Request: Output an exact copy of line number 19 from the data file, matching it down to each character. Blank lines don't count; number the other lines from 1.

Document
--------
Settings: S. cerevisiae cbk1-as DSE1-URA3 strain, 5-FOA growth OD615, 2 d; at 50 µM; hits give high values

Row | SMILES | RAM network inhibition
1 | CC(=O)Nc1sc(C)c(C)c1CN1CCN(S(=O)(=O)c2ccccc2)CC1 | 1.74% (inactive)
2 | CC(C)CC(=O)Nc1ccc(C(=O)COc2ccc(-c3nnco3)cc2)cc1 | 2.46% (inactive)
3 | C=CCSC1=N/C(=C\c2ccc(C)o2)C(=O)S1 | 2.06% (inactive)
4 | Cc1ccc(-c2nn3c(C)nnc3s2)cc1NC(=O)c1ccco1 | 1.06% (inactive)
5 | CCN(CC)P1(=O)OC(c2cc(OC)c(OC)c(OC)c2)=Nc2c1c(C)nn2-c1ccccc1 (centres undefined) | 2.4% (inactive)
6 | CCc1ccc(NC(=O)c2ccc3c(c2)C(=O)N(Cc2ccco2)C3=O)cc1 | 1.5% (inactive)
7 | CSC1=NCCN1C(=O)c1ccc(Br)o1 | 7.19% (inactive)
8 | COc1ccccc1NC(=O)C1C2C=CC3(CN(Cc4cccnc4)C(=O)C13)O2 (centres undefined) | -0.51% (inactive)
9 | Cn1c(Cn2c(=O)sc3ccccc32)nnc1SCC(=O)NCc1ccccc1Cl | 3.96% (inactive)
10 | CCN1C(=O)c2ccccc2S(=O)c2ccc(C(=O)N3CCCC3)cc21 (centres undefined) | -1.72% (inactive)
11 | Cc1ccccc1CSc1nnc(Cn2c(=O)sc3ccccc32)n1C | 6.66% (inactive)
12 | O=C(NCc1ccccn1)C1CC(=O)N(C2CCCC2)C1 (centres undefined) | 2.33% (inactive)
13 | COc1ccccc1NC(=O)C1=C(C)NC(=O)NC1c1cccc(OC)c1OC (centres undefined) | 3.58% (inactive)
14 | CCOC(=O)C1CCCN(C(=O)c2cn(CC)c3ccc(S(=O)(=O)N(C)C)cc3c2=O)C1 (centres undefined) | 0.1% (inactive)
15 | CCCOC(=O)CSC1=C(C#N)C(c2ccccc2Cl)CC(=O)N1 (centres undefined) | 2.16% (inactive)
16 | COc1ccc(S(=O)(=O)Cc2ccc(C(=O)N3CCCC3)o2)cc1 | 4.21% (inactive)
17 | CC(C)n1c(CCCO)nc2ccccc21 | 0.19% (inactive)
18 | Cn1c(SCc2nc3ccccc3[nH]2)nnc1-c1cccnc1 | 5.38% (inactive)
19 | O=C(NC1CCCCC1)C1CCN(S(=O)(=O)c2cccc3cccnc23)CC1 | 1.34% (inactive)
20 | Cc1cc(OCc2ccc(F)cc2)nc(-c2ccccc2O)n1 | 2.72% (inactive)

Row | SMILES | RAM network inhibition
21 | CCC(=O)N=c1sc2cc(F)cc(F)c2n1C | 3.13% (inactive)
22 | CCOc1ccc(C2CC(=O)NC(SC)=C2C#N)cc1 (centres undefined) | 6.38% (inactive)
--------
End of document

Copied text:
17 | CC(C)n1c(CCCO)nc2ccccc21 | 0.19% (inactive)